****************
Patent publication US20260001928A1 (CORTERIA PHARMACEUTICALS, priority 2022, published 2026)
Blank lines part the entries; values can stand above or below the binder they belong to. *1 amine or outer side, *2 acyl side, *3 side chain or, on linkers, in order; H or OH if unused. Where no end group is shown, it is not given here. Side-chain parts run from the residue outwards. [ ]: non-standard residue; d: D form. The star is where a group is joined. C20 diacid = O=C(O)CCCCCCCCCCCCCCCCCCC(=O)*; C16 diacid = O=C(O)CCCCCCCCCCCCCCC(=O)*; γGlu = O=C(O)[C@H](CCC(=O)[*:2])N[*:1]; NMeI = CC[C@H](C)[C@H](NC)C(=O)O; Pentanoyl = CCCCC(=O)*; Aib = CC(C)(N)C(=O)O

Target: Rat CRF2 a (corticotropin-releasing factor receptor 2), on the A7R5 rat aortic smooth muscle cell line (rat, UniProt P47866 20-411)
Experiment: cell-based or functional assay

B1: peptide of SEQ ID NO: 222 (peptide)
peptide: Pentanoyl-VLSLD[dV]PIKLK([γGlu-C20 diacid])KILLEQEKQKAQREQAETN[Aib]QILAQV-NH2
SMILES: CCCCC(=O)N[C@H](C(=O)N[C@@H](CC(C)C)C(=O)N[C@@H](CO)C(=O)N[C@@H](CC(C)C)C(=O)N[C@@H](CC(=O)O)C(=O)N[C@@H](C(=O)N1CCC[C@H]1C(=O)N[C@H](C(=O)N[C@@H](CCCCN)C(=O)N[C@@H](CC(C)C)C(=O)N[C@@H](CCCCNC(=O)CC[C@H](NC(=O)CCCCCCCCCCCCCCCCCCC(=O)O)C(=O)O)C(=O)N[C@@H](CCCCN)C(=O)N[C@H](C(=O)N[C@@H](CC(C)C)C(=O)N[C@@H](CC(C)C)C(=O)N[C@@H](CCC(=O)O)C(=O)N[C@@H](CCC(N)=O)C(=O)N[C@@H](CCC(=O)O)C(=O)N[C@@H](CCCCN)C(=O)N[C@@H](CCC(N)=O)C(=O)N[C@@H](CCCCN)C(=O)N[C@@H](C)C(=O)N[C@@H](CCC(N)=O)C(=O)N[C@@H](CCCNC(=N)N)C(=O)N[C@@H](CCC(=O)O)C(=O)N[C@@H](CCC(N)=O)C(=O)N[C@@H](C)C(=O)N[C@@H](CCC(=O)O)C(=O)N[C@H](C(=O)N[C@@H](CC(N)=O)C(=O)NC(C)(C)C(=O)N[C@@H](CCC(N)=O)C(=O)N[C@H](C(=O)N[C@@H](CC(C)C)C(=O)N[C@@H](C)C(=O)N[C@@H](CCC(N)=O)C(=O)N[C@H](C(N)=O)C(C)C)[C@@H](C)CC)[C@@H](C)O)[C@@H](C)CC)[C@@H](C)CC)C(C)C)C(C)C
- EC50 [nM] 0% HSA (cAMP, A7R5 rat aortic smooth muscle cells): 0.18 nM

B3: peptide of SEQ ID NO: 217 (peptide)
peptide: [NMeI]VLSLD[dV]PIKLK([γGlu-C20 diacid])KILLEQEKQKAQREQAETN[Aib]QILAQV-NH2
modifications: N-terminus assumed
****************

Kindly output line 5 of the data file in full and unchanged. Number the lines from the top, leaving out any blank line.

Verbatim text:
B1: peptide of SEQ ID NO: 222 (peptide)